Meet Takumi Harada—not even in junior high and he's the best pitcher in the region, although he's frustrated and ready to give up, because he can't find a catcher who is good enough to keep up with how he pitches in this backwater town his family has just moved to. Then along comes a kid named Gou Nagakura...
Every so often comes along an Anime within the sports genre which gives us more fun games to explore and exciting moments to look forward to, but how often do we get a sports Anime that goes slightly beyond the standard. One that attempts to push the envelope, one that tries to introduce a thought provoking idea, all the while presenting its sport of choice by its side and using it as an enhancement to its overall storytelling. Battery… Was ‘supposed’ to be one of those shows.
One thing that I strongly feel a need of getting out before anything else is that this may or may not be the kind of Anime you’d expect or hope it to be. What I mean when I say that is, it’s not the standard hype-inducing kind of sports Anime that focuses most of its matter into the game being played. Battery chooses to use baseball as more of a platform, it’s a medium through which the Anime presents its story. Thus it doesn’t really focus on the game itself very much.
So what is it really about then? Well it’s actually more of a drama and focuses heavily on the interaction between its characters which also makes it rather difficult to say if it really even has much of a ‘story’ per se. It provides a general setting to which like I mentioned before; the characters are what provide most of the material. That being said, quite sadly, it doesn’t manage to carry itself all that well. The kind of situations that are presented to us and the drama that comes along with it feel… well… Pointless. It’s like a struggle that feels like it could’ve been told better but the drama just feels so empty and everything feels so bland that it’s hard to really care much about anything that goes.
It’s quite obvious that a bigger topic is trying to be discussed behind the innocent front of a baseball show but it’s just too bad that the message doesn’t properly come across unless you genuinely make an effort to really reach out for it.
Art and Animation:
The art is rather plain but it’s not dull in any way. The color pallet used adds a soothing feel to the visuals which compliments the overall look of the show quite well. As far as the animation is concerned, it’s rather ordinary. At times the quality of animation does seem to increase where needed, such as during the scenes when a baseball game is being played and there’s a need to showcase the swift movements by the players, but overall the animation stays somewhat chunky for almost the entirety of the show and never actually impresses.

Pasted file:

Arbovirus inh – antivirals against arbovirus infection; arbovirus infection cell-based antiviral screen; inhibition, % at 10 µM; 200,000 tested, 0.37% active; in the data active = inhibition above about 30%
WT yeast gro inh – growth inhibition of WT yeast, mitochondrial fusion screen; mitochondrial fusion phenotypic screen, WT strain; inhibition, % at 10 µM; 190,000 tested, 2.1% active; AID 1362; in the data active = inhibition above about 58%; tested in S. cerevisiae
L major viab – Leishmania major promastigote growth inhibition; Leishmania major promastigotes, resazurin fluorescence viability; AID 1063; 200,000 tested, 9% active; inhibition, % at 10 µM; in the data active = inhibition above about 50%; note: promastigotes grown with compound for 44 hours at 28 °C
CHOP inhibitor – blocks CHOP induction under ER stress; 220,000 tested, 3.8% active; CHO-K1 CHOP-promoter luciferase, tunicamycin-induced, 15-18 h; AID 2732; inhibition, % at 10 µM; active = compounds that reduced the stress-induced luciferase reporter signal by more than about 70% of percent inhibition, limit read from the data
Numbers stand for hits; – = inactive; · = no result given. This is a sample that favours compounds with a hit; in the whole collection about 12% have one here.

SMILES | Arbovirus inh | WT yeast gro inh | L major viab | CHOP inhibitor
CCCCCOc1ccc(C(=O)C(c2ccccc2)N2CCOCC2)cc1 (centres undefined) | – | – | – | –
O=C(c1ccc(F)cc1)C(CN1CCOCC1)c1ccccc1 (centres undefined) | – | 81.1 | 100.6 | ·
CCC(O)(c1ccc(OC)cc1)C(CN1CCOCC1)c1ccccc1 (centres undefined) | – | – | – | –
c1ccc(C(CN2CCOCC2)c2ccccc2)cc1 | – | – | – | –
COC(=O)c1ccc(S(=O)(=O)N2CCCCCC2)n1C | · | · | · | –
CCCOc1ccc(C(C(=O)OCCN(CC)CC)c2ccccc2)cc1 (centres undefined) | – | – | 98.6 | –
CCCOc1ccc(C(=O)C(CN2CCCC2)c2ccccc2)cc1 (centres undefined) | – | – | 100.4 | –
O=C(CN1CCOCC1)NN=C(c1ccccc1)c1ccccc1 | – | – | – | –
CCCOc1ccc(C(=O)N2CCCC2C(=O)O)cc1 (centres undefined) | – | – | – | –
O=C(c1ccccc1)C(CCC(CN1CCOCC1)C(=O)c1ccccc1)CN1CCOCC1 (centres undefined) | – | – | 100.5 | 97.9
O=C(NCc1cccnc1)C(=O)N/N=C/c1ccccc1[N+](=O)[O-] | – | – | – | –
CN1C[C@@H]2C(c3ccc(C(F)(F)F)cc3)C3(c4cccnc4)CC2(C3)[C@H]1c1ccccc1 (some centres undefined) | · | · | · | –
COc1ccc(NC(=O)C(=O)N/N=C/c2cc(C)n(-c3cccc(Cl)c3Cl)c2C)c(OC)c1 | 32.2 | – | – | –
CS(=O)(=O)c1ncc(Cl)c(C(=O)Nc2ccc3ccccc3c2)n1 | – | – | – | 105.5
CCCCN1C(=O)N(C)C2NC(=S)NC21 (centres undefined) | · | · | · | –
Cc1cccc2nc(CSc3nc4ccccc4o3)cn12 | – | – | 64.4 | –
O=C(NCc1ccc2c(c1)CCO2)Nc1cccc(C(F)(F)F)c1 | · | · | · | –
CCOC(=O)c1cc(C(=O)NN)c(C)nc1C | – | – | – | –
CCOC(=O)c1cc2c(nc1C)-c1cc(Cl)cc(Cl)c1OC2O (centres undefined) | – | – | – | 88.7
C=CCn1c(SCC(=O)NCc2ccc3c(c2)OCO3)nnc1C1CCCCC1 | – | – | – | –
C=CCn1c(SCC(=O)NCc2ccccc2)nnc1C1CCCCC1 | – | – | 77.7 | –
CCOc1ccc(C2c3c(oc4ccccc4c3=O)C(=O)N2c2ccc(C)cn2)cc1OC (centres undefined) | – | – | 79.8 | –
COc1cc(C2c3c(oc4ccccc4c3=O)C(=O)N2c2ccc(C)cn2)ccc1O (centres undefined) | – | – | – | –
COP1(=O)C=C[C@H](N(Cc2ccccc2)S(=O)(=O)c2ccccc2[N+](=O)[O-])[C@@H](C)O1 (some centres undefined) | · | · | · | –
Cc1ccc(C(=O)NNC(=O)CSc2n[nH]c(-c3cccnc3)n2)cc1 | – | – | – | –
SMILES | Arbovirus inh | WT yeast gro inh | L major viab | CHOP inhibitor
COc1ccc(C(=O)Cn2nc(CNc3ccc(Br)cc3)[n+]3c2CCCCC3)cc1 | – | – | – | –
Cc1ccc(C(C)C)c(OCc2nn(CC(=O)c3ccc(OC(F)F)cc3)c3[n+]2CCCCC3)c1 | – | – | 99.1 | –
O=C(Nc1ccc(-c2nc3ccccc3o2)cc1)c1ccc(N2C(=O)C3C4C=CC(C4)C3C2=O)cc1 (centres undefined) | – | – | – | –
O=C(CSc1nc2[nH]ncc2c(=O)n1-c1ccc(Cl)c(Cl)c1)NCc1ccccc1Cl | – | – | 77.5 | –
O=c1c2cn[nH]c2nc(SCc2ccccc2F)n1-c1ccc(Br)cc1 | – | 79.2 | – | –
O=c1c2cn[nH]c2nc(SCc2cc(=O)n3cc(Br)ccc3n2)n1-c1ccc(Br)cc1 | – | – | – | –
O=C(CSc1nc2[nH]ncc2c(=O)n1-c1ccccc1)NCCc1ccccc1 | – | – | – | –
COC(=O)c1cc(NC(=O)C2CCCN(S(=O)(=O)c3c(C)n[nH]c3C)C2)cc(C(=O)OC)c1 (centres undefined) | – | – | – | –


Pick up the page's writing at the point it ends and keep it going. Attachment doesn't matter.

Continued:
Like most of its other aspects, the soundtrack also has a pleasantly soothing touch to it and as a whole, the musical score is quite nice but unfortunately there’s only a select few tracks in total and even those are hardly used. Most of the show goes by without the use of much music, which wouldn’t be a problem if the show somehow fills in by the use of natural sound effects. Unfortunately with the type of show this is, most of those scenes just feel empty without a soundtrack. There’s not much life to them.
The opening and ending sequences were both really well done. The songs along with the visuals were very nice and did a really good job of setting the tone and atmosphere for the show itself.
Like I mentioned earlier, Battery focuses more on its characters and the interactions between them. For the most part, we’re shown characters that slowly grow as events go by and their growth is presented in an ever so subtle manner that you really begin to appreciate it for what it is, until… when it’s all said and done, there’s no real sense of achievement. You feel like the characters came ways but never really found anything in the end. While there were some things to be had by the end, they all just feel so insignificant that you could hardly even care.
More than often, when it came to the characters, it just felt like the show left you in the dust. At times they even felt lifeless or as if they had no emotions whatsoever. It’s hard to really tell what’s going on in their heads or what exactly their stance is on numerous occasions. Like with other parts of this show, it was just unable to come across properly.